CPIP Fifth Annual Fall Conference – Day One

Center for the Protection of Intellectual Property

Real Intellectual Property Reform – See What We Did There

 

 

Patrick Anderson Image by: Patrick Anderson | October 12, 2013

Sub-titled “Real Intellectual Property Reform,” the Center for the Protection of Intellectual Property (“CPIP”) Fifth Annual Fall Conference kicked off October 12, 2017 with a panel discussing how to put the “property” back into Intellectual Property. Moderated by CPIP Assistant Director Devin Hartline, and headlined by practicing entertainment lawyer Dina LaPolt, and a trio of academics including Professors Ryan Holte (University of Akron School of Law), Sean O’Connor (University of Washington School of Law), and Joshua Sarnoff (DePaul University College of Law), the panel discussed both theoretical and practical issues related to the growing disregard of property rights with respect to IP.

Naturally, the seminal case of eBay v Mercexchange took center stage as Professor Holte walked through the dramatic impact of the decade-old Supreme Court case. Not surprisingly, injunction rates dropped after eBayfrom nearly 100% to 72.5% overall. However, eBay’s impact on so-called “non-practicing” patent owners was far more severe, as this now-maligned class of patent owners is awarded injunctions only 16% of the time. Holte, and the panel at large, expressed particular concern on this last statistic in view of the fact that Justice Thomas’s opinion in eBay confirmed a 100+ year old case that upheld the right of a patent owner to obtain an injunction even when it had “declined to use the patent.”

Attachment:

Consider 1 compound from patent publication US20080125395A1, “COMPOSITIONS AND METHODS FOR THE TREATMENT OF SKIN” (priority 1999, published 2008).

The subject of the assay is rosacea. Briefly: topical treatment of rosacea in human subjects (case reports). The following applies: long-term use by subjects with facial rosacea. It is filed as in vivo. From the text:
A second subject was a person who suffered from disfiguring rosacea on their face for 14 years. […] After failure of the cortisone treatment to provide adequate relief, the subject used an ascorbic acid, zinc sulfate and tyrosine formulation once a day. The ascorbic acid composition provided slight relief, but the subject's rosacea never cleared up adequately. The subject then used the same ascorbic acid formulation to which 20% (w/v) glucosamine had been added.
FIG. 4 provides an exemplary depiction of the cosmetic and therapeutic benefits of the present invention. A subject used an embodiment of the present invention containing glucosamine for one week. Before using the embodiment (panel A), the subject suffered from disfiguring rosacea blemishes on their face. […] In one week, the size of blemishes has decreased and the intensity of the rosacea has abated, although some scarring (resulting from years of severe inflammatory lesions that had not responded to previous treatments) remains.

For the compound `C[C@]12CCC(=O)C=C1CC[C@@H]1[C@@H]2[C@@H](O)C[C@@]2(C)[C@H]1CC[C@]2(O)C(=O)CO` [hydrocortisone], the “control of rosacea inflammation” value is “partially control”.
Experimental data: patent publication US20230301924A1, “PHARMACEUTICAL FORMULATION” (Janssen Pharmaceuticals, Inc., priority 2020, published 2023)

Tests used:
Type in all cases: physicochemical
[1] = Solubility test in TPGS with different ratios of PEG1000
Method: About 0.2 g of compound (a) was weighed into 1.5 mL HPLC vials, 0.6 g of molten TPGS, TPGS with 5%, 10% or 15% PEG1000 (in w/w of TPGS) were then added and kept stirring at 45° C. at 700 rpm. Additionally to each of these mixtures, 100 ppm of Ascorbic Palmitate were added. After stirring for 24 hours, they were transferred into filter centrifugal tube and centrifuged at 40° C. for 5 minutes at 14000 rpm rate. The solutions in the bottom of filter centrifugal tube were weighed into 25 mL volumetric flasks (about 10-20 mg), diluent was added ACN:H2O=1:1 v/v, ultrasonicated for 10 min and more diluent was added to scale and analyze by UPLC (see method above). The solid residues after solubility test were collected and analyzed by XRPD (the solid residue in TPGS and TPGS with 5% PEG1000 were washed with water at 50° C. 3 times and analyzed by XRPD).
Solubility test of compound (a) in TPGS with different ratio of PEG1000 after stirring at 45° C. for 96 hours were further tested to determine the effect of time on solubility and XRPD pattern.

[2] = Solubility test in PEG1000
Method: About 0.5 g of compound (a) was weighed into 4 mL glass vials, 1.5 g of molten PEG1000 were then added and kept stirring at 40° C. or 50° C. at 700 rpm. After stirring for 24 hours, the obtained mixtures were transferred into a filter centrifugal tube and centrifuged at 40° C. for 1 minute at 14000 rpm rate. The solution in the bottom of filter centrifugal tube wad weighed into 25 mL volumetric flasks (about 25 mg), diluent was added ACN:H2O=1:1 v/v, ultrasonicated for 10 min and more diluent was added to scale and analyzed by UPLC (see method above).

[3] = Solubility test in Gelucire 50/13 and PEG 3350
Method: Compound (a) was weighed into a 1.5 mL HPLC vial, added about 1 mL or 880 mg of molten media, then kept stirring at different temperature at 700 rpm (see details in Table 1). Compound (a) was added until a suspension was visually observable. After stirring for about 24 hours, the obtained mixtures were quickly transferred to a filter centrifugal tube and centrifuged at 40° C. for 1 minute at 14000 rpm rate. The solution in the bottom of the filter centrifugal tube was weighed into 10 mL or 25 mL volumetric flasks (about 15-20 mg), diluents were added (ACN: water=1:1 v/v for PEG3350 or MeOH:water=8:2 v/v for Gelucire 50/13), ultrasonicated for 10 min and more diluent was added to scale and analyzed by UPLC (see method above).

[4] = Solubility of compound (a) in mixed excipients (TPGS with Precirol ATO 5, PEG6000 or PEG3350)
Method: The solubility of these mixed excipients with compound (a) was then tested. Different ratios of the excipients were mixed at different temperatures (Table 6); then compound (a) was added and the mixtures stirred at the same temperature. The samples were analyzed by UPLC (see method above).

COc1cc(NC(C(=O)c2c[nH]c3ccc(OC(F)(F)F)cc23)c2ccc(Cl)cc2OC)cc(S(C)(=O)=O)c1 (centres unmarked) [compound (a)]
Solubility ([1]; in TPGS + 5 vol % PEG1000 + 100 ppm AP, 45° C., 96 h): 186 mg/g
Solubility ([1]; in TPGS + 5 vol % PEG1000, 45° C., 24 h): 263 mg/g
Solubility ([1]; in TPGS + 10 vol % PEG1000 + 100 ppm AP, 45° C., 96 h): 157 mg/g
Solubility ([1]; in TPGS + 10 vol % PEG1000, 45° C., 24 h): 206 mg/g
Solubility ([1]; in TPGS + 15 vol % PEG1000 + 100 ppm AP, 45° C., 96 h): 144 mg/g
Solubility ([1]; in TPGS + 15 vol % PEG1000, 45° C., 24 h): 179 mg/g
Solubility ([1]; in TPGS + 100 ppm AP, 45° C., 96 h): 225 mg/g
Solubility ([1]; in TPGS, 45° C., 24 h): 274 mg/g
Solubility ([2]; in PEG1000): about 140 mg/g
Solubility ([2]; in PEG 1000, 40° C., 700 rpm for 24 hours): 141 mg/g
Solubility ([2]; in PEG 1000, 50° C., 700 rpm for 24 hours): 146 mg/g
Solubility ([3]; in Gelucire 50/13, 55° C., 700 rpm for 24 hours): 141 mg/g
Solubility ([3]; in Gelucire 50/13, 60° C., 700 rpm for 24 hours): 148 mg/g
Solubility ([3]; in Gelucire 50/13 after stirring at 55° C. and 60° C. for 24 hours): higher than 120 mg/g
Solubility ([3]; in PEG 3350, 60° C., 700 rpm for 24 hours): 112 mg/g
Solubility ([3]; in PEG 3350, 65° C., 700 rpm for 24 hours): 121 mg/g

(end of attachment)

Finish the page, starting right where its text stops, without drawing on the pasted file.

Beyond eBay, Professor O’Connor focused on what he describes as the “levels” of property within IP rights in an attempt to stop utilitarian IP “minimalists” and natural rights IP “maximalists” from “talking past each other.” In one of the more theoretical aspects of the conference, O’Connor suggested that, rather than incentivizing creation, property rights actually incentivize disclosure of creation.

Historically, creative activity predates protection of rights in those creations. Thus, beyond labor theory, O’Connor suggests that intellectual property developed to prevent unjust enrichment and free-riding on the part of the public who gains the knowledge of the creator, once inventions are disclosed.

As the only full-time practitioner on the panel, Dina LaPolt did not mince words. While imploring the academics in the room to focus on practical research that helps front-line lawyers represent their clients, LaPolt reminded everyone of the stakes, saying, “We are in a war. We may win certain battles, but, overall, we are losing.” LaPolt stated that 75% of songwriter income is regulated by a 70 year-old consent decree, leaving it largely inadequate. She also explained how infringers share hundreds of copies of musical recordings in a matter of minutes, yet attorneys attempting to take down infringing copies must engage in a fair use analysis in each instance. Thus, while it may be considered “good” in the abstract that fair use analysis precede take downs, appellate outcomes dramatically affect artists by introducing enormous costs.

Overall, the panelists agreed that the best way forward is to continue an open dialogue to set policy goals and then enact changes that work toward reaching those goals, all with an eye toward ensuring that IP protection is effective in securing rights to encourage creation, investment and commercialization.

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